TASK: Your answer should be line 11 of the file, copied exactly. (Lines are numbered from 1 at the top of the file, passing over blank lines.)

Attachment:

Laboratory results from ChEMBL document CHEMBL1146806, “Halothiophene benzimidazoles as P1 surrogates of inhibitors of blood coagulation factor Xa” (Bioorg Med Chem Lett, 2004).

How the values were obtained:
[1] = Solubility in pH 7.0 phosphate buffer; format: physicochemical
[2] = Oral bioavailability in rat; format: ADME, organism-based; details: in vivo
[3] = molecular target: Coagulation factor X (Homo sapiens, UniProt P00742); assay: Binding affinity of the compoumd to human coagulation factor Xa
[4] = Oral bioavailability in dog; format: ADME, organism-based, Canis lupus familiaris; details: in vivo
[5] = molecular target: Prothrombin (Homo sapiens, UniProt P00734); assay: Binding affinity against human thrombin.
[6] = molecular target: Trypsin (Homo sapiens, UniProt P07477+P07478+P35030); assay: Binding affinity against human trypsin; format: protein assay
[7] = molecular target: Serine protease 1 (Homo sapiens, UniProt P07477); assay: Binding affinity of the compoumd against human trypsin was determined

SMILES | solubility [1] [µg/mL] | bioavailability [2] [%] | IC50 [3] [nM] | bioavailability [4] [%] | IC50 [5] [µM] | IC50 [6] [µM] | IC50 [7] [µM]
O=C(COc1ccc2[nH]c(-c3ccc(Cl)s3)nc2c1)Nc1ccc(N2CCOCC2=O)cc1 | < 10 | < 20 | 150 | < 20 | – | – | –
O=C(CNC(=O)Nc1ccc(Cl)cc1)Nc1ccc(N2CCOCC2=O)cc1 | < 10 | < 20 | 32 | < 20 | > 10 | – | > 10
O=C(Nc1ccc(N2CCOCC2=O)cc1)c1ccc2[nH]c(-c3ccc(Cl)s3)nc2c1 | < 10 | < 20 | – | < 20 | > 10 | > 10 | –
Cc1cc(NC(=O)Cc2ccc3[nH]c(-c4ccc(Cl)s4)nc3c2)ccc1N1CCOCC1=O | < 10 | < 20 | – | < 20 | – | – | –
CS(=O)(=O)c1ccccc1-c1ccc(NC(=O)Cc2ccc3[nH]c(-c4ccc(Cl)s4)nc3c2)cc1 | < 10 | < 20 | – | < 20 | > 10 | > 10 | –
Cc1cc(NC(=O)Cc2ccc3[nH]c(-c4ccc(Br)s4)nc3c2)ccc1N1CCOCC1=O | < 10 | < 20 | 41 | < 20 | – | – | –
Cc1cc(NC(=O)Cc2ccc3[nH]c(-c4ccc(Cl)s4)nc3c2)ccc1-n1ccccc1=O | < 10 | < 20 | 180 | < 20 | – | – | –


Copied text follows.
O=C(COc1ccc2[nH]c(-c3ccc(Cl)s3)nc2c1)Nc1ccc(N2CCOCC2=O)cc1 | < 10 | < 20 | 150 | < 20 | – | – | –